Zellars: I want to name your presence at Concordia as both a crucial and historic one. Would you reflect upon what it means, personally, for you to be there and what projects are priorities for you at the University?
Batraville: I am wary of any triumphant account of my return! I want to be clear that this position is the result of certain forms of privilege I have, even as a single queer Black woman of Haitian descent who comes from a working-class immigrant family. Yet, even with privilege, access, and mobility, this achievement has come at a cost to my mental health. Spending nine years of my life in institutions — stimulating and well-resourced as they might be — that are dedicated to the reproduction of an elite, was often soul crushing.
I left Montreal to pursue graduate studies in the United States because at the time, particularly in literary studies departments, I didn’t see many scholars doing the kind of analysis I wanted to deliver that challenged colonialism and hierarchies of race, class, and gender. Nine years later, not much has changed. I want us to be clear about naming the absence you described in your introduction as a form of epistemic violence. The scarcity of Black scholars in Canada producing writing and research about anti-Blackness has consequences on the level of representation and on a discursive level. We do not know, for instance, as El Jones and Robyn Maynard have pointed out, to what extent Black trans and cis women, Black queer, non-binary and trans people, and Black people living with disabilities are at greater risk for sexual violence. In the classroom, in the media, before we even speak, there is a thick layer of social, historical, and political obfuscation through which we have to try to pierce that is the product of institutions built to consolidate power and maintain racial and economic hierarchies through erasure, exclusion, and entrenchment. These longstanding forms of discursive control can ultimately place disproportionate amounts of pressure and labor on the few of us who are here.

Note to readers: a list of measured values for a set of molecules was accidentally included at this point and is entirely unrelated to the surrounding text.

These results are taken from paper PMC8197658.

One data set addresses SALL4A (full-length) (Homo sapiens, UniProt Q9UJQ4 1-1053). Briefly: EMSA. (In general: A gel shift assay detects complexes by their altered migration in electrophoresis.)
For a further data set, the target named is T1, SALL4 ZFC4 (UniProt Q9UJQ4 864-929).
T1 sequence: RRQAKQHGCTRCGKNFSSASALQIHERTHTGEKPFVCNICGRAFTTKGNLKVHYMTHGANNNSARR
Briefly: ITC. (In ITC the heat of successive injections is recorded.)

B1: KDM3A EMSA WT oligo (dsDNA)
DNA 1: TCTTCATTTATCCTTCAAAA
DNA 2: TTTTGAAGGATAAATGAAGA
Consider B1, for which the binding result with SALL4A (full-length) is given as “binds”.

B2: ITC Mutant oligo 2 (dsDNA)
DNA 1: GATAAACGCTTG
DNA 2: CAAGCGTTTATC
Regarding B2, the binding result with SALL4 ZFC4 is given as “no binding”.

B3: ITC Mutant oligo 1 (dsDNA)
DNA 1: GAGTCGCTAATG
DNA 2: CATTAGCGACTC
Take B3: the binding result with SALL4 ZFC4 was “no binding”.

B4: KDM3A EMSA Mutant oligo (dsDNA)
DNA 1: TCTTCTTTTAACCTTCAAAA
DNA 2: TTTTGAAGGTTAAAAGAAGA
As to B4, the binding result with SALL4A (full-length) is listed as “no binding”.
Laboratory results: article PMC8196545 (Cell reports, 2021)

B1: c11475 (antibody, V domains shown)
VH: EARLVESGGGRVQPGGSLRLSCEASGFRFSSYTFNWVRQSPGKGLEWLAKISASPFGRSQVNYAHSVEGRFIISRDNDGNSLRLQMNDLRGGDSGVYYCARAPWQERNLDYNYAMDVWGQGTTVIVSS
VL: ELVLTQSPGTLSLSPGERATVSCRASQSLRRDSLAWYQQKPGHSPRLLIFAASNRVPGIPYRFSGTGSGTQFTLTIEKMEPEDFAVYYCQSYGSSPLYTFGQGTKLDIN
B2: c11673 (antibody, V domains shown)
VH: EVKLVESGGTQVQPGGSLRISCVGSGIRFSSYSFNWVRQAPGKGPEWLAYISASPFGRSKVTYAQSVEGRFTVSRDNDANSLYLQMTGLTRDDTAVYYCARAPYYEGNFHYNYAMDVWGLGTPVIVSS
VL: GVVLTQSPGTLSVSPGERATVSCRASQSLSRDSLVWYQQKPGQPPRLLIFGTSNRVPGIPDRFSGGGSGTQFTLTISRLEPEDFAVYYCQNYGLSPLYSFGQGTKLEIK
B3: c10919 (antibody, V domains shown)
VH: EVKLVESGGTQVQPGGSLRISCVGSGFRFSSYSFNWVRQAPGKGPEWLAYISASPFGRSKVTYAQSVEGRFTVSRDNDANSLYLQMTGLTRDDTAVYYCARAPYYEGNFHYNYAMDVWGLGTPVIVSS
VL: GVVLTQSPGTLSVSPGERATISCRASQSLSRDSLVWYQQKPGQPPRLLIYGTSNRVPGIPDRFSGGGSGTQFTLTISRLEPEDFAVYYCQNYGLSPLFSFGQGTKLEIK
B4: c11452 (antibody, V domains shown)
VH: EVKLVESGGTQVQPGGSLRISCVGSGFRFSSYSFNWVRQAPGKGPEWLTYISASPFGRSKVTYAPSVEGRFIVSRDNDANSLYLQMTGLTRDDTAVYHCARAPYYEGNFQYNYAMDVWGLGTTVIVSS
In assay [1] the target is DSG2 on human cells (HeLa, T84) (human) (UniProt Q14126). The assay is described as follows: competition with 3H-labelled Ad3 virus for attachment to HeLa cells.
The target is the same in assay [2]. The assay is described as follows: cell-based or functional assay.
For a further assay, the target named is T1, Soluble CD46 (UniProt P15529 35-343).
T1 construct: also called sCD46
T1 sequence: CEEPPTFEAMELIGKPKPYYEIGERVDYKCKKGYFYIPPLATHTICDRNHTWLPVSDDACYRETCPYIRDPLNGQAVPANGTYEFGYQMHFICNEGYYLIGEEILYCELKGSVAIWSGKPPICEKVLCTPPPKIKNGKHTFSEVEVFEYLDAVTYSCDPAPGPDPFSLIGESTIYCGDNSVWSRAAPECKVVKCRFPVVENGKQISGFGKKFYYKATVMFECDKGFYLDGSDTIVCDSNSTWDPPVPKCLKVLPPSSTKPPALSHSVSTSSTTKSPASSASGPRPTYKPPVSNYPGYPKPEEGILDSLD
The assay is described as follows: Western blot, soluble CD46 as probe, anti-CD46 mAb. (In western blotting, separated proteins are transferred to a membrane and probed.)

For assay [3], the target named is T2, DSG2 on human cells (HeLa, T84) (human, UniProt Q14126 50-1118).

Concordia is the site of a protest led in 1969 by Black students of Caribbean descent, that to this day, represents the largest student occupation in Canadian history. In the past few years, students have been mobilizing to push the university to create a Black Studies minor, which would work to illuminate Black histories and intellectual traditions in Canada and beyond, and host a critical mass of scholars who could work together to generate bold and disruptive ideas and transformative research alongside community members.
I have learned so much about building community from you and also from living in New Hampshire, and this orientation is one that I wish to bring to my work in Montreal. Opportunities for the handful of Black women faculty working across the city’s four universities to come together are few and far between; I would like to see what possibilities might open up if we were to challenge that isolation. I hope to contribute to the transformative community work that Black people have been doing in Tio’tia:ke for years, people like Gabriella Kinté, founder of Librarie Racines, a bookstore dedicated to writers and artists of color, and Rodney Saint-Éloi, founder and editor of Mémoire d’encrier, a vibrant publishing house that features works from diverse voices and fosters critical conversations about colonialism. There are so many conversations I wish to have with Black scholars, organizers, and community members but also with Indigenous scholars, organizers, and community members. This is such a small place, but somehow I feel that half the struggle is finding each other, seeing each other, and hearing each other through those aforementioned layers of obfuscation.Copyright © AAIHS. May not be reprinted without permission.